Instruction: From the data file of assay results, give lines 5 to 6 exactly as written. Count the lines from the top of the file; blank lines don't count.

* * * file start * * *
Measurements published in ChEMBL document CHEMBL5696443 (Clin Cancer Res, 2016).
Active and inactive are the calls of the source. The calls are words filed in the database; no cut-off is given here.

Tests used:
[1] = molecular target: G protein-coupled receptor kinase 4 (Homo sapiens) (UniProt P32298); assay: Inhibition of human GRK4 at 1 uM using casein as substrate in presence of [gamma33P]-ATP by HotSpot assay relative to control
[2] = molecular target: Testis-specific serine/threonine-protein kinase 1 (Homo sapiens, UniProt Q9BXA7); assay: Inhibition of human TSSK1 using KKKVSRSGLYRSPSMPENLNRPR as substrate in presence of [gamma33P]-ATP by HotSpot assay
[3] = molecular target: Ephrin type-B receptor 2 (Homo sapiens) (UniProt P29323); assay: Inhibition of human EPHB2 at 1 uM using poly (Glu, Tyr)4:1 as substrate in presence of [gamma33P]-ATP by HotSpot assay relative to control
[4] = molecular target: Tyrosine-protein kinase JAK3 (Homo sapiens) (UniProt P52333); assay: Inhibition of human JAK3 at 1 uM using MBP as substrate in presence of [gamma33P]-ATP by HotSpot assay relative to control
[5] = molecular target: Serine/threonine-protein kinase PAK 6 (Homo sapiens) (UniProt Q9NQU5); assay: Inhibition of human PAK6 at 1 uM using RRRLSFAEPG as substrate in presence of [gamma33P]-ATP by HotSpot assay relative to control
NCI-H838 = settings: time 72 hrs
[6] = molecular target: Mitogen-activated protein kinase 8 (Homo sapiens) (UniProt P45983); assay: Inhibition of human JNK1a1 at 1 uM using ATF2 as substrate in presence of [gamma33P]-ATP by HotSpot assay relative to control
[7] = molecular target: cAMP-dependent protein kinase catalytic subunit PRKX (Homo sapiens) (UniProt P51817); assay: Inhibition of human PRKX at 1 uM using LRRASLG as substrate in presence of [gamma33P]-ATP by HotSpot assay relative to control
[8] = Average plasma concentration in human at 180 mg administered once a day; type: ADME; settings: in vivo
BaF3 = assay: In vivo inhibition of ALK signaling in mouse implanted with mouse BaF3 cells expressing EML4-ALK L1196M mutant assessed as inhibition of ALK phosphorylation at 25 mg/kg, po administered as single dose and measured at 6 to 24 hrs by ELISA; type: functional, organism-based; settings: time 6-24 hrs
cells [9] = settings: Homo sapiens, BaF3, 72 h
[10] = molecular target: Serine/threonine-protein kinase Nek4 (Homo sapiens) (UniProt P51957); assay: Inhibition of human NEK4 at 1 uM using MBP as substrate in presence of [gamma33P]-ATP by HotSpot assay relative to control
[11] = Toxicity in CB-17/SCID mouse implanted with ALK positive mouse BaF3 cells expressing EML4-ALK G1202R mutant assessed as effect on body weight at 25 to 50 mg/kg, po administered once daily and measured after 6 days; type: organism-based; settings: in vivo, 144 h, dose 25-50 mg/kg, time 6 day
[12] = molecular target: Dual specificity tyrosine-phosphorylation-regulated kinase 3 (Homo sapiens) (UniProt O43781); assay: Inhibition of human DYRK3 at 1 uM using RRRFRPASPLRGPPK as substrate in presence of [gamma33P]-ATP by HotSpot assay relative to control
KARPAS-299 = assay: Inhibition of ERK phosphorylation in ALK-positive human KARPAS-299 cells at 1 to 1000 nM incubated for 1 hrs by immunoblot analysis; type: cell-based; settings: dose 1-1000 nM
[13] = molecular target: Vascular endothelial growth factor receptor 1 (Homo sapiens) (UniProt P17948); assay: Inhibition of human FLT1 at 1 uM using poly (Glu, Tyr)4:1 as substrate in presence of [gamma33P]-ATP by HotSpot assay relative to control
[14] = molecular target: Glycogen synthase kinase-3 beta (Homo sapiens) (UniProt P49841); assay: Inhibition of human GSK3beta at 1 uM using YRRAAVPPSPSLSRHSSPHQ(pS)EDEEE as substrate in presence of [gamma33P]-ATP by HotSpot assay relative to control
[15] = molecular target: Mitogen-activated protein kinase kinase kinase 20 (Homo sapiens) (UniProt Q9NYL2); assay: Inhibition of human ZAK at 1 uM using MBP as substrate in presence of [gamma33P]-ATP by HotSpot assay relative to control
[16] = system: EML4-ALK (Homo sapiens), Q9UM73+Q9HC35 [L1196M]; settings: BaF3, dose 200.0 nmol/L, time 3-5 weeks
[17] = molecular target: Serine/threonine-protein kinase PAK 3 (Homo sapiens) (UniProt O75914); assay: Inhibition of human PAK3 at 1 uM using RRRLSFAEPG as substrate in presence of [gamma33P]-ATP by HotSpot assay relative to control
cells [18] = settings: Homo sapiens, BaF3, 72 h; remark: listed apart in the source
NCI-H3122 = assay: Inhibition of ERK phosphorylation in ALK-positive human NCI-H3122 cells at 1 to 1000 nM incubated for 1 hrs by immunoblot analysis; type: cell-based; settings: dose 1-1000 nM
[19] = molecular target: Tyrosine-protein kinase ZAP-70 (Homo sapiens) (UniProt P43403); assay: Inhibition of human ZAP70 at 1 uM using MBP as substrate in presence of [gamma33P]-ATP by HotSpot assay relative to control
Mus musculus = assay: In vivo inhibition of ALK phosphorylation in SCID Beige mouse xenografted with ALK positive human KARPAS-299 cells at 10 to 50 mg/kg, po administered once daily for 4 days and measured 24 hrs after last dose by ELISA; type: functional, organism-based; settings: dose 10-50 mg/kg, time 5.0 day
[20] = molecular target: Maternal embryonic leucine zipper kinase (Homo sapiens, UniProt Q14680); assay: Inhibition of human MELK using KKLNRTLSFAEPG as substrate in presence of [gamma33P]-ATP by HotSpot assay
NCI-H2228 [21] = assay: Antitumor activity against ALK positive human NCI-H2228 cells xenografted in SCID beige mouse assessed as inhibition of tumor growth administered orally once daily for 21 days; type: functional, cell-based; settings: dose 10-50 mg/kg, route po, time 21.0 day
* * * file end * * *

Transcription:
[2] = molecular target: Testis-specific serine/threonine-protein kinase 1 (Homo sapiens, UniProt Q9BXA7); assay: Inhibition of human TSSK1 using KKKVSRSGLYRSPSMPENLNRPR as substrate in presence of [gamma33P]-ATP by HotSpot assay
[3] = molecular target: Ephrin type-B receptor 2 (Homo sapiens) (UniProt P29323); assay: Inhibition of human EPHB2 at 1 uM using poly (Glu, Tyr)4:1 as substrate in presence of [gamma33P]-ATP by HotSpot assay relative to control